It's National Library Week (April 8-14), and the American Library Association (ALA) just released the 10 most challenged books of 2017. These are titles are ones that folks have most frequently attempted to remove from different schools and libraries across the United States for various reasons.
Since the ALA (and most libraries) strive to provide a wide range of materials that appeal to all different kinds of people, removing materials from a library collection and other forms of censorship are not ideal. Below is the ALA's most challenged books of last year. Take a gander at the list below and tell us what you think. Are there any titles on the list that you've read? Any titles that you're surprised to see on the list? Let us know in the comments below!
For more information on the ALA's most challenged books, visit www.ala.org/advocacy/bbooks/NLW-Top10.
Though it was released in 2007, this book made the top of this year's list for discussing suicide.
This 2007 book is also near the top of the list for including elements of poverty, alcoholism, and sexuality, profanity and sexually explicit situations.
This 2012 book is frequently challenged for containing LGBT characters.
This 2003 book has been challenged for containing sexual violence and because certain people thought it promoted Islam and terrorism.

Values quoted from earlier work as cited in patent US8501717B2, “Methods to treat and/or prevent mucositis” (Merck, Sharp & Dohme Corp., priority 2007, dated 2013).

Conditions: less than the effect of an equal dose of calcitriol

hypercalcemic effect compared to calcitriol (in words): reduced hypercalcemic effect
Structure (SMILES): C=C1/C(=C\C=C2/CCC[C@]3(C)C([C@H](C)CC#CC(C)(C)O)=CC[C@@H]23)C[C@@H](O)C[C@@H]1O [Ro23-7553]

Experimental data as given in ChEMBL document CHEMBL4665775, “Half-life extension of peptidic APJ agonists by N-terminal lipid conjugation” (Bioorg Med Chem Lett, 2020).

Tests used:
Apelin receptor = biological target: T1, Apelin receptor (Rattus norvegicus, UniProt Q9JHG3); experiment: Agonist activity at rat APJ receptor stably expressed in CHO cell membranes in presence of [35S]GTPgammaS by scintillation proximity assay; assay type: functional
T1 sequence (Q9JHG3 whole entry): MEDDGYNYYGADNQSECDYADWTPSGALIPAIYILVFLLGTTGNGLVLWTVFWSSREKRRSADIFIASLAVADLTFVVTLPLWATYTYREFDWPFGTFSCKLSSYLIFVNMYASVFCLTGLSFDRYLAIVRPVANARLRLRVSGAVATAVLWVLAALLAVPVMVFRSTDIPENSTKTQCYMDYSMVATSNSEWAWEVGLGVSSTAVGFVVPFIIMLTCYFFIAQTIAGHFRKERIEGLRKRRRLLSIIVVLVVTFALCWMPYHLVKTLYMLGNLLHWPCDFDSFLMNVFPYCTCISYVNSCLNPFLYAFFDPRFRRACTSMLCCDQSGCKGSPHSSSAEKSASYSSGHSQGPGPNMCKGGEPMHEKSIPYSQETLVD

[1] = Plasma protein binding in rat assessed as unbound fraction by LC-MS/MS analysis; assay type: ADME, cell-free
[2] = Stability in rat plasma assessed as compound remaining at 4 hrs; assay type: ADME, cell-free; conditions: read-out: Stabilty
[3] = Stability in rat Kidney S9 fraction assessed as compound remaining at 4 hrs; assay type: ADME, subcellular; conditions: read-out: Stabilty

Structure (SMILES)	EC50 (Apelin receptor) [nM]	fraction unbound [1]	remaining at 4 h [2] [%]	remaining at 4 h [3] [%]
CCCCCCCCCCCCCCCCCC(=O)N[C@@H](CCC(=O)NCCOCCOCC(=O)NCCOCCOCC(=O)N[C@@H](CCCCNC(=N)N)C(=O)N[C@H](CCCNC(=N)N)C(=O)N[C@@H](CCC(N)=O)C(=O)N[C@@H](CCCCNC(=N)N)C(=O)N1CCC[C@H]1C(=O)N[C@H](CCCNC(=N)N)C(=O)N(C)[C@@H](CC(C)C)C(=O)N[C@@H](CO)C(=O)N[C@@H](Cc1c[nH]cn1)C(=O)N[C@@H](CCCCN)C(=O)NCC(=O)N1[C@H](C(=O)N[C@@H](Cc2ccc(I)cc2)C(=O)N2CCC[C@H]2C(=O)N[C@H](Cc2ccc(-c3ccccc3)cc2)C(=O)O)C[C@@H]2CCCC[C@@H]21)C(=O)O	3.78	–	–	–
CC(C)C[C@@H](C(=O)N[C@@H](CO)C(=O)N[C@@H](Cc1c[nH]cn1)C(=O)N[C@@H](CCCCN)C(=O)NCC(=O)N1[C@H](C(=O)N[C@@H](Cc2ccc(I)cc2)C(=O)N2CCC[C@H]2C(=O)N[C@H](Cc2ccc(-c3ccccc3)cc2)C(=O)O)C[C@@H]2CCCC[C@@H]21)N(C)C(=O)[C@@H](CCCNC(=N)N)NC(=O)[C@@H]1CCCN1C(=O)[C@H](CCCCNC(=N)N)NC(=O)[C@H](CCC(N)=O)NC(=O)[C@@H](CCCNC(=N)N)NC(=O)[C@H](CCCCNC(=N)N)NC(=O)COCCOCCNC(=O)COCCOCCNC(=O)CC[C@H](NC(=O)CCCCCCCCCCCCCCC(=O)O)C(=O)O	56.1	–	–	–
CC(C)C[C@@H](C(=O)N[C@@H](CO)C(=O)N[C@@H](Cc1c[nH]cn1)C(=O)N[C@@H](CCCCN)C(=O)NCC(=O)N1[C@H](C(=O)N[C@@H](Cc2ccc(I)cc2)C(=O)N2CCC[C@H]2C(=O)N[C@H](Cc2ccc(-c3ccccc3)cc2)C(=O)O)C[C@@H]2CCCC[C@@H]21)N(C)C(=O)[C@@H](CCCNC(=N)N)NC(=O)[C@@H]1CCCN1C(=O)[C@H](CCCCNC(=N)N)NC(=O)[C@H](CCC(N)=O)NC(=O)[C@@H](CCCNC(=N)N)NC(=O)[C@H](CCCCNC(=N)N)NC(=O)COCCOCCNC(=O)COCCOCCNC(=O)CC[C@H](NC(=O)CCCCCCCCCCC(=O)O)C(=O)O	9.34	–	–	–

This 2015 book for elementary-age children is often challenged for including a transgender child as a character.
This 2015 informational children's book is challenged because it addresses sex education.
This classic novel, originally published in 1960, is still challenged often for containing violence and the use of racial slurs.
This 2017 young adult novel is challenged on a regular basis by people who feel it is “pervasively vulgar” and because of drug use, profanity, and offensive language used in the book.
This children's book, first published in 2005, is often challenged for featuring a same-sex relationship.
This elementary-age children's book, published in 2014, is often challenged for addressing the issue of gender identity.
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